1. Epenthesis phenomenon: an [i] sound within Ahornstraße 2, I hear the word as Ahorn[i]straße 2.

  2. When t followed by Gr as in: Ist da nicht Gräfinger?, I feel like the final t of nicht turns to a voiced d first then merge into the following Gr and becomes Dr finally.

  3. W changes to V as in: Wie bitte? The wie simply becomes vie to my ear.

How do you guys think of these phonetic phenomena? If my analyses are wrong please correct me and tell me why. Thanks in advance!


This is what's called coarticulation: sounds are influenced by the surrounding sounds. When you say nicht Gräfinger, the /t/ is unvoiced, but the following /g/ is voiced. Your vocal tract cannot switch off the vibrating glottis that fast, so there this feature will bleed into the following sound: either the /g/ becomes unvoiced and changes to /k/, or the /t/ becomes voiced and turns into a /d/. What actually happens depends on the individual speaker I'd guess, though it seems more likely that the onset of the voiced consonant shifts forward, ie the /t/ would change to /d/.

Just bear in mind that your vocal tract is a physical system, which means there is a latency when its moving parts change position.

In Ahornstrasse the speaker indeed produces a sound at the morpheme boundary. As the tongue moves from the alveolar position of /n/ to the palatal /S/, it is just in the same position as for the /i/ sound, which then 'accidentally' gets produced.

In example 2 I can actually hear a glottal stop before the /g/, though the /t/ still sounds like a /d/ just before then.

In the Wie bitte example I would assume that as it is the initial sound, the glottis is not instantaneously producing the voiced carrier, and thus the /v/ turns into the unvoiced /f/ initially. If you were humming before saying it, the glottis would be vibrating, and then it is more clearly a voiced /v/ sound.

  • Oh, I see, it is the glottal stop that makes the g more like a d. As for Wie bitte, it's indeed an initial sound. Good answer, thanks!
    – preachers
    Oct 2 '18 at 15:56
  • Many German speakers would simply drop the t of nicht Gräfinger. It's an adverb, other endings do not exist and the stem is pretty unique.
    – Janka
    Oct 2 '18 at 20:06
  • @Janka Yes, indeed. Especially in less formal speech. Oct 2 '18 at 22:14

You might be interested to know how a non-native speaker like me hears your examples:

  1. Sounds completely normal to me according to standard pronunciation maybe by someone from Bavaria or Austria. I didn't notice any addition to other sounds.

  2. Also sounds completely normal to me according to standard pronunciation. But pay attention that in your case that /t/ is not aspirated and thus might be less obvious to you. Generally speaking the voiceless stops /p/, /t/, /k/ are aspirated except when preceded by a sibilant.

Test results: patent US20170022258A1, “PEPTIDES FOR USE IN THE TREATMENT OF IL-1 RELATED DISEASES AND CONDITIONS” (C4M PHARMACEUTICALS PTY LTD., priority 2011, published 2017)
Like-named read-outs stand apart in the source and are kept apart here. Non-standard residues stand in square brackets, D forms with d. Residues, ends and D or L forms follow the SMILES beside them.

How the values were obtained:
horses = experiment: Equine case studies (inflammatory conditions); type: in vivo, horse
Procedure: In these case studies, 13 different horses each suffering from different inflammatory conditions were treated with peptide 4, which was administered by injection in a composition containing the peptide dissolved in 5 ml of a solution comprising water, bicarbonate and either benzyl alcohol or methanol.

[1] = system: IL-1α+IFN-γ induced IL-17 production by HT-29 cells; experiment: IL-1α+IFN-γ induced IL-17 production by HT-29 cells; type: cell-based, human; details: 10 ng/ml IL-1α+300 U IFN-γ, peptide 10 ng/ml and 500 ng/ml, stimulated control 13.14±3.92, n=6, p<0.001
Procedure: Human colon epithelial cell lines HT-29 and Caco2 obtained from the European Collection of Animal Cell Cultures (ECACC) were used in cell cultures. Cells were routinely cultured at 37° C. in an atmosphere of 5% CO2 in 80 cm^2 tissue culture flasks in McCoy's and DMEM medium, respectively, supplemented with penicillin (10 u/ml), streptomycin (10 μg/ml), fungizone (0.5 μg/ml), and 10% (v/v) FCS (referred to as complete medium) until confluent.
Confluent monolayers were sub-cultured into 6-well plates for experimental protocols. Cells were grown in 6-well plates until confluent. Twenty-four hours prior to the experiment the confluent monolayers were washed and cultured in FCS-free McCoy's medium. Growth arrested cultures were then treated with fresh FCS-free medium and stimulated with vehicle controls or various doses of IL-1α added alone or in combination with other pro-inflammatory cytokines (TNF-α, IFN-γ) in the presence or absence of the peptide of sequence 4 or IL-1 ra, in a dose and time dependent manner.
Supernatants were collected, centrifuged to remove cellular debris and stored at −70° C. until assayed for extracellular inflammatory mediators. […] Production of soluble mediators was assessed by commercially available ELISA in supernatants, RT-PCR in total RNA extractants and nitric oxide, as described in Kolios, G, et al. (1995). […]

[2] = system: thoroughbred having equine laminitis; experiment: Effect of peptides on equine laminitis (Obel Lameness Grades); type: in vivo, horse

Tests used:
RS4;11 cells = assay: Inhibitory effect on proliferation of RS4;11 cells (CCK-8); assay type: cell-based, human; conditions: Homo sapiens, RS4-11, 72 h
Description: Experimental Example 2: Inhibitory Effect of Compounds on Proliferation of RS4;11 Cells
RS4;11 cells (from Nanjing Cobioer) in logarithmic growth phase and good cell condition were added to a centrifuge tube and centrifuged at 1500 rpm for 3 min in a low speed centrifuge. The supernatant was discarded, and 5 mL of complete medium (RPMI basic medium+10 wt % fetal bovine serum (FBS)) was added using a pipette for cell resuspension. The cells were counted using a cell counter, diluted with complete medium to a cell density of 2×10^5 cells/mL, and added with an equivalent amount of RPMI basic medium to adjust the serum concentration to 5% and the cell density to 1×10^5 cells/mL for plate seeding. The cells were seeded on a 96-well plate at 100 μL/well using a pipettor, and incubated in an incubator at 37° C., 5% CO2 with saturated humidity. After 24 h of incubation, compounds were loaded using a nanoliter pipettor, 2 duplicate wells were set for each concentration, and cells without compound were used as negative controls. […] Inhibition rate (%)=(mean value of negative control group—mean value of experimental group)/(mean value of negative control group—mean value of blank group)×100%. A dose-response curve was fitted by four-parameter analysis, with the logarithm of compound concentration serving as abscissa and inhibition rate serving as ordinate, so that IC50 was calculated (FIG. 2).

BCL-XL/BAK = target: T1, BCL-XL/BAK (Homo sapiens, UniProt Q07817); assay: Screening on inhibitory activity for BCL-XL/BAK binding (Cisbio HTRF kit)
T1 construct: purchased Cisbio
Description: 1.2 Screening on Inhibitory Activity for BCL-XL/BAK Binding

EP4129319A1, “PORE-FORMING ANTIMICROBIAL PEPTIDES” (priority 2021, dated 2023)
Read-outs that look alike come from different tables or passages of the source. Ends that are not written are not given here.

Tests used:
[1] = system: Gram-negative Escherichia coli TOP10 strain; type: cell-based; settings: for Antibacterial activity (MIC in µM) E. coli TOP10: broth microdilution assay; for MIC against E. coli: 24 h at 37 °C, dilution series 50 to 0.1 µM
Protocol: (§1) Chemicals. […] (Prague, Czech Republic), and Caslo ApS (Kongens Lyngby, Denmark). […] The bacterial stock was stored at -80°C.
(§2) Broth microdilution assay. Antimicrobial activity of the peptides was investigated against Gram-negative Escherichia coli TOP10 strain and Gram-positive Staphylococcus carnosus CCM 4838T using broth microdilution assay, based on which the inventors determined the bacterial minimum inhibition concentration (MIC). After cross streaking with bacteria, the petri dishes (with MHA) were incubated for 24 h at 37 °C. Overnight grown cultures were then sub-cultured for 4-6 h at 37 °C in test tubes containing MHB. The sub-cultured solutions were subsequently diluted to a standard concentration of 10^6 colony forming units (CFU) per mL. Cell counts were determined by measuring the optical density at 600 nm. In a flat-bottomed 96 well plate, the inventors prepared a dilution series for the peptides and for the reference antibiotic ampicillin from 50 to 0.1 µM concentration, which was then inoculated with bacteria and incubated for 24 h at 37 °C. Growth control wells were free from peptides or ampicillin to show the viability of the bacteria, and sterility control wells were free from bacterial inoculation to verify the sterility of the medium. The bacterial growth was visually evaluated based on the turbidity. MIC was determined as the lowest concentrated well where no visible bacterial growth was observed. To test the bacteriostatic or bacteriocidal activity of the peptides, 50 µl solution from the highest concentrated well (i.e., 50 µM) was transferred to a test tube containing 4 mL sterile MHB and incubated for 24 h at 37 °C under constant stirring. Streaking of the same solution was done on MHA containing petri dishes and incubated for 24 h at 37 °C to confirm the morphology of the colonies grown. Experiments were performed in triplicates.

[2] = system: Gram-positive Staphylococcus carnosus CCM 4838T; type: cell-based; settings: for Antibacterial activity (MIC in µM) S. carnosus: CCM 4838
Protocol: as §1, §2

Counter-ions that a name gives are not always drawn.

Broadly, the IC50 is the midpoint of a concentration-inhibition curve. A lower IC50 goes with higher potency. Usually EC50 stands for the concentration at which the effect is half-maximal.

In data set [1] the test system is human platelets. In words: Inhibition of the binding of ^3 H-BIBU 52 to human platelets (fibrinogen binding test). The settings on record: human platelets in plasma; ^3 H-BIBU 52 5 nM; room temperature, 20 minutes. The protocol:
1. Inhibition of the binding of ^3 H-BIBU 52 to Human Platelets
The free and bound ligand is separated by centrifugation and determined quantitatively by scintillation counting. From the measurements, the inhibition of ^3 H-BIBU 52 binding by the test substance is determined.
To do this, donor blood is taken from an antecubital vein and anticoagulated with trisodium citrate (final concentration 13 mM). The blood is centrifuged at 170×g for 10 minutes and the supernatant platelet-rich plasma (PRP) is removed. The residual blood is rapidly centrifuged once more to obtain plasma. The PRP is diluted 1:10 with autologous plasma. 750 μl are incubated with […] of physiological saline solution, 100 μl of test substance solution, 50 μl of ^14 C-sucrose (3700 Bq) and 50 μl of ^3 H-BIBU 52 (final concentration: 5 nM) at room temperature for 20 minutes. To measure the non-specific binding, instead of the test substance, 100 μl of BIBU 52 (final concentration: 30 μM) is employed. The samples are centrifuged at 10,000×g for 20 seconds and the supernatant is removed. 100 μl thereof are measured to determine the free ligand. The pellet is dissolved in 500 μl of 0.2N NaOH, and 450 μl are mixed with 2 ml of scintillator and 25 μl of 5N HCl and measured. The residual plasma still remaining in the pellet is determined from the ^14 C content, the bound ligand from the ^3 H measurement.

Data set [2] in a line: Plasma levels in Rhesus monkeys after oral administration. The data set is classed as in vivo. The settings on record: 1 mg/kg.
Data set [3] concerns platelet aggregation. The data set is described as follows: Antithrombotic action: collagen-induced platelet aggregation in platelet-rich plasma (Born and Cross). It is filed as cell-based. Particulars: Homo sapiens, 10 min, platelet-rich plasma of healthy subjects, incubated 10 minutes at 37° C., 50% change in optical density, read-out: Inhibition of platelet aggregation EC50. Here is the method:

3. The obstruents /b, d, ɡ, z, ʒ, dʒ/ are voiceless lenis [b̥, d̥, ɡ̊, z̥, ʒ̊, d͜ʒ̊] in southern varieties, so the voiced-unvoiced distinction may be less obvious. However, the pair /f-v/ is not considered a fortis–lenis pair, but a simple voiceless–voiced pair, as /v/ remains voiced in all varieties, including the southern varieties that devoice the lenes (with however some exceptions). Generally, the southern /v/ is realized as the voiced approximant [ʋ] and that is how I hear it in your example.

For more information, you can read Standard German phonology.

  • 1
    1. is a Swiss German speaking Hochdeutsch.
    – Janka
    Oct 1 '18 at 19:00
  • 1
    Not sure if the speaker is Swiss, but he makes an unnatural stop between "Ahorn" and "straße" and it seems to me that he is also breathing in during that stop. Oct 2 '18 at 11:04
  1. I think your hearing is correct. The voice file has an additional i-like sound that doesn't belong there. The speaker makes an unnatural stop between "Ahorn" and "Straße" and even seems to breathe in.
  2. No, I clearly hear "Gräfinger", not "Dräfinger.
  3. German has no letter that is pronounced like an English "w". In German a "w" is always pronounced like English "v", while German "v" can be either pronounced the same or like an "f" - you simply have to learn which words require which pronunciation, there is no rule for that.
  • Thanks for your answer, as for no.3, I mean wie is usually pronounced as [vi:], but in this case, I heard it as [fi:], is this pronunciation normal?
    – preachers
    Oct 2 '18 at 13:52

Your forget that human language is not produced by machines which produce the same sounds under all circumstances, but by human beings whose speech is changed through the circumstances of its utterance.

In your first example the speaker appears to pause between the two parts of the compound street name, possibly in an attempt to speak slowly and thereby more clearly. He is a Swiss German speaker who has switched to High German, which indicates that he speaks to someone who does not understand his native dialect. Speaking slowly is a further attempt to be better understood.

What you hear as an /i/ is in fact the onset of the speaker's voice after a pause.

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